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The Legal 500 Hall of Fame Icon The Legal 500 Hall of Fame highlights individuals who have received constant praise by their clients for continued excellence. The Hall of Fame highlights, to clients, the law firm partners who are at the pinnacle of the profession. In the United Kingdon, the criteria for entry is to have been recognised by The Legal 500 as one of the elite leading lawyers for eight years. These partners are highlighted below and throughout the editorial.
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United Kingdom > Scotland > Crime, fraud and licensing > Licensing > Law firm and leading lawyer rankings



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  1. Licensing
  2. Leading individuals
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Leading individuals

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Next generation lawyers

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Who Represents Who

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Brunton Miller is particularly rated for its strength in liquor licensing matters but also has a wealth of expertise in civic government matters, such as the assistance with the licensing of houses in multiple occupation, street traders and public entertainment. The practice’s client roster includes JD Wetherspoon, Waitrose, Loch Lomond Golf Club, Lynnet Leisure Group and Genting Casinos. Archie Maciver is a highly regarded figure in the market and Frank Collins is another name to note.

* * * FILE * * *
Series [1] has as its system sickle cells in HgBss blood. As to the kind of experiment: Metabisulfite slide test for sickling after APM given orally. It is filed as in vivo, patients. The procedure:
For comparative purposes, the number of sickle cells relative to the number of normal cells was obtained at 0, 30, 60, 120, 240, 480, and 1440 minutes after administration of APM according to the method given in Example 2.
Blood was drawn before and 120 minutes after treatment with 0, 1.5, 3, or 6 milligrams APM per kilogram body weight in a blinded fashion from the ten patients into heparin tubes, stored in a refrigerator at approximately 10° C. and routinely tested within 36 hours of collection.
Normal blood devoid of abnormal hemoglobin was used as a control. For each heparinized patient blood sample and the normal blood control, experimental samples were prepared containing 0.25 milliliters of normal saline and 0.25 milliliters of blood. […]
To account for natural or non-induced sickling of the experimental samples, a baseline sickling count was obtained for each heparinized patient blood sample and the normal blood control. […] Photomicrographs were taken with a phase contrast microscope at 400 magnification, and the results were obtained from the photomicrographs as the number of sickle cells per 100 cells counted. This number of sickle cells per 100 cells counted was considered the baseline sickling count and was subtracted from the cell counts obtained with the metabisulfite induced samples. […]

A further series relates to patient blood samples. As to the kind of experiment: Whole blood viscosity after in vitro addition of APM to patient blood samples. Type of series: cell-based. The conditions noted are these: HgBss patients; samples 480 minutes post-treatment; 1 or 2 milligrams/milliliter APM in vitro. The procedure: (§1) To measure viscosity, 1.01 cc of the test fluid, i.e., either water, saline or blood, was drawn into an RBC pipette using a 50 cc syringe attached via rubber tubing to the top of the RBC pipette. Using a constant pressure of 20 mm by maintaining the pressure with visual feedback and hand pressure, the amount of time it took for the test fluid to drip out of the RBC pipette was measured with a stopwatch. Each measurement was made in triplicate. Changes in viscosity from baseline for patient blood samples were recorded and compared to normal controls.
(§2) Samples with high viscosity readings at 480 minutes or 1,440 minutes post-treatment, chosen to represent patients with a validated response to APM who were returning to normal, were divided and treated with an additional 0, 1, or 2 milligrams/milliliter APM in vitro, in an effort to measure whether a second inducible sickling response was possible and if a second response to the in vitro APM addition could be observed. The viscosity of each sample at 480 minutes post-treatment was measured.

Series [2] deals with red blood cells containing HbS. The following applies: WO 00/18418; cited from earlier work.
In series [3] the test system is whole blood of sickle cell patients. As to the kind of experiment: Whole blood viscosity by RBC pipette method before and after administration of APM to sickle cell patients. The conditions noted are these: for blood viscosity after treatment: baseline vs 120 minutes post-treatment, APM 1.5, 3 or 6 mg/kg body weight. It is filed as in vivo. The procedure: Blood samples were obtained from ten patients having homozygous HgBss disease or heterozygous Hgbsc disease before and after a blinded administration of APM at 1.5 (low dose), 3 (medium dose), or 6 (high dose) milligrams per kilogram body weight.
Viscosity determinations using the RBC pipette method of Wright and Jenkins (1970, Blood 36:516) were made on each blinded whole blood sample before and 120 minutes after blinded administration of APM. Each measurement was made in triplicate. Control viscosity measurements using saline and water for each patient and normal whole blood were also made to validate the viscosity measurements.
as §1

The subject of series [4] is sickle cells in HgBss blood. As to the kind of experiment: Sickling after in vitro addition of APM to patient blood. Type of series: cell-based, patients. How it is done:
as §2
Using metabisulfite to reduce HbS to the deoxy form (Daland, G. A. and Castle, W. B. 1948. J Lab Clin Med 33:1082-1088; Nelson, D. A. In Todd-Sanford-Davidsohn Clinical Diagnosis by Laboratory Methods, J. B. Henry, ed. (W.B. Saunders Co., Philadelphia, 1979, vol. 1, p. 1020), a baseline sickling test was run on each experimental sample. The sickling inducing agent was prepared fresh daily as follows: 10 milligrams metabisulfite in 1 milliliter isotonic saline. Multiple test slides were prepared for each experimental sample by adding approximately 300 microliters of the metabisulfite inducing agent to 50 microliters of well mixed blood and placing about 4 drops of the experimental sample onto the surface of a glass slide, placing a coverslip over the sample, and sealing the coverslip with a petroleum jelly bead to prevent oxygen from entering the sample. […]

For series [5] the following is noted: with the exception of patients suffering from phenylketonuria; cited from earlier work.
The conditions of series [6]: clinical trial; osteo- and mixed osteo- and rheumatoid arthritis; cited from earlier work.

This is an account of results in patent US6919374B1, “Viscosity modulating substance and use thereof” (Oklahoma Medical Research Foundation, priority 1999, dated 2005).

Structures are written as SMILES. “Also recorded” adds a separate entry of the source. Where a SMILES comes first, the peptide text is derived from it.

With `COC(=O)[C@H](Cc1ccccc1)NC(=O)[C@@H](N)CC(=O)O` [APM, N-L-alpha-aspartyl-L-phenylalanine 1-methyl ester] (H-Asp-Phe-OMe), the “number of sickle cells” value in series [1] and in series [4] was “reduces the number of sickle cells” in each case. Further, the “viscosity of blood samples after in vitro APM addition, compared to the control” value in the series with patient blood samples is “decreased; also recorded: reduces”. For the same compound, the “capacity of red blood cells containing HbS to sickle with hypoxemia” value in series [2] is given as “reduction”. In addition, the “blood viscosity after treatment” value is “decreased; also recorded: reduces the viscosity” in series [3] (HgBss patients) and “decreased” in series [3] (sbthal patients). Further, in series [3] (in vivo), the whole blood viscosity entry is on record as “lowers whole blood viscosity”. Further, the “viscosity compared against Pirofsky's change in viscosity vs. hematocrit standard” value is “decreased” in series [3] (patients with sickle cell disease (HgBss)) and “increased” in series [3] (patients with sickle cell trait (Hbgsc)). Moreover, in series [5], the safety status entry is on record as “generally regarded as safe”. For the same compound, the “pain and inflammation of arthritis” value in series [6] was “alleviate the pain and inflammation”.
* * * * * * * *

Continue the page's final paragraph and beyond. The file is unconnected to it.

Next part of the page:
Working in conjunction with the firm’s property, litigation and employment departments, Miller Samuel Hill Brown Solicitors’s ‘accurate, knowledgeable and efficient’ team is known for its wide-ranging expertise, which includes handling contentious applications. The team led by the ‘thorough, pragmatic and responsive’ Audrey Junner, who ‘provides solid help’ and frequently acts for large-scale on-trade companies such as brewers and late-night operators but also has a large client base from the pub and restaurant sector. Junner and highly regarded ‘licensing expert’ Jack Cummins advised Stonegate Pubs on a premises licence review investigated by Police Scotland following the death of a patron outside a Stonegate premises in Aberdeen. As another notable contentious matter, the team represented the Co-operative Group in a premises licence review hearing before the East Lothian Licensing Board following three failed test purchase operations at the client’s store in Ormiston. On the non-contentious side, the team acted for City of Glasgow College in obtaining a premises licence for its new multimillion-pound Scholars restaurant facility, and assisted Motor Fuel with its licensing expansion across Scotland. In 2016, the practice obtained six new premises licences for the client’s previously unlicensed garages. BrewDog instructed the firm to obtain permission to extend its Aberdeen Castlegate site to permit an off-sales section. Nuffield Health is another client.